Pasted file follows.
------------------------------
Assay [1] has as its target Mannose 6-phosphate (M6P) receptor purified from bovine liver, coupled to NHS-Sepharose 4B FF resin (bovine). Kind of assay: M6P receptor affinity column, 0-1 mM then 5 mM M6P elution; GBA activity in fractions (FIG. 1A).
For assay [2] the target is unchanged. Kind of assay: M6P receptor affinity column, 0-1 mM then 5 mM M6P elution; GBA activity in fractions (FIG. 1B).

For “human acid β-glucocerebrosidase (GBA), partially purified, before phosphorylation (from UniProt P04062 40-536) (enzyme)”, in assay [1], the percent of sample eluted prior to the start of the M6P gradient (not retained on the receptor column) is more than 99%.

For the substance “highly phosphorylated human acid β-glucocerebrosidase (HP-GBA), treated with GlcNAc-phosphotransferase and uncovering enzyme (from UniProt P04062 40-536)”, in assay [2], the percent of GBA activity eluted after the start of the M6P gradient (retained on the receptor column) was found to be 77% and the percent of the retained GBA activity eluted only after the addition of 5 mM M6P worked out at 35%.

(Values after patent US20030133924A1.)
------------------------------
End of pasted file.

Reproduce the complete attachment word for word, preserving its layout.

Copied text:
Assay [1] has as its target Mannose 6-phosphate (M6P) receptor purified from bovine liver, coupled to NHS-Sepharose 4B FF resin (bovine). Kind of assay: M6P receptor affinity column, 0-1 mM then 5 mM M6P elution; GBA activity in fractions (FIG. 1A).
For assay [2] the target is unchanged. Kind of assay: M6P receptor affinity column, 0-1 mM then 5 mM M6P elution; GBA activity in fractions (FIG. 1B).

For “human acid β-glucocerebrosidase (GBA), partially purified, before phosphorylation (from UniProt P04062 40-536) (enzyme)”, in assay [1], the percent of sample eluted prior to the start of the M6P gradient (not retained on the receptor column) is more than 99%.

For the substance “highly phosphorylated human acid β-glucocerebrosidase (HP-GBA), treated with GlcNAc-phosphotransferase and uncovering enzyme (from UniProt P04062 40-536)”, in assay [2], the percent of GBA activity eluted after the start of the M6P gradient (retained on the receptor column) was found to be 77% and the percent of the retained GBA activity eluted only after the addition of 5 mM M6P worked out at 35%.

(Values after patent US20030133924A1.)